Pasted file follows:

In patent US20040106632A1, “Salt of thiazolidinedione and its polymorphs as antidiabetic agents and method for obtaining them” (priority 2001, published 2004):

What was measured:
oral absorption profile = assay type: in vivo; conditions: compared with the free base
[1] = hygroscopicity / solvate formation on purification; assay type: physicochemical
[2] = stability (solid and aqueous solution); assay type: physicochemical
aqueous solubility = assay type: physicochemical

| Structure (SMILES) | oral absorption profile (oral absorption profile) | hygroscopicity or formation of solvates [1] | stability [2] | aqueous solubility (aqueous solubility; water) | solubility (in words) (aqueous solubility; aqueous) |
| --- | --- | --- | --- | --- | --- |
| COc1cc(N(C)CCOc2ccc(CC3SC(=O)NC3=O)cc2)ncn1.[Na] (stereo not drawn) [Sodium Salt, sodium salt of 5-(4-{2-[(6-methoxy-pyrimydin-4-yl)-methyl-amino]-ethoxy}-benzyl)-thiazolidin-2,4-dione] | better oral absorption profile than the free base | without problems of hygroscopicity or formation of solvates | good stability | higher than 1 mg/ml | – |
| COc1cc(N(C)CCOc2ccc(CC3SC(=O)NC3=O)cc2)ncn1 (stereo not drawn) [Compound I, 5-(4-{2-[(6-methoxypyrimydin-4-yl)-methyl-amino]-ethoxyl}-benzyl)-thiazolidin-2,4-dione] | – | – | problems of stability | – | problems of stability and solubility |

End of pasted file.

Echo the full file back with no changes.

In patent US20040106632A1, “Salt of thiazolidinedione and its polymorphs as antidiabetic agents and method for obtaining them” (priority 2001, published 2004):

What was measured:
oral absorption profile = assay type: in vivo; conditions: compared with the free base
[1] = hygroscopicity / solvate formation on purification; assay type: physicochemical
[2] = stability (solid and aqueous solution); assay type: physicochemical
aqueous solubility = assay type: physicochemical

| Structure (SMILES) | oral absorption profile (oral absorption profile) | hygroscopicity or formation of solvates [1] | stability [2] | aqueous solubility (aqueous solubility; water) | solubility (in words) (aqueous solubility; aqueous) |
| --- | --- | --- | --- | --- | --- |
| COc1cc(N(C)CCOc2ccc(CC3SC(=O)NC3=O)cc2)ncn1.[Na] (stereo not drawn) [Sodium Salt, sodium salt of 5-(4-{2-[(6-methoxy-pyrimydin-4-yl)-methyl-amino]-ethoxy}-benzyl)-thiazolidin-2,4-dione] | better oral absorption profile than the free base | without problems of hygroscopicity or formation of solvates | good stability | higher than 1 mg/ml | – |
| COc1cc(N(C)CCOc2ccc(CC3SC(=O)NC3=O)cc2)ncn1 (stereo not drawn) [Compound I, 5-(4-{2-[(6-methoxypyrimydin-4-yl)-methyl-amino]-ethoxyl}-benzyl)-thiazolidin-2,4-dione] | – | – | problems of stability | – | problems of stability and solubility |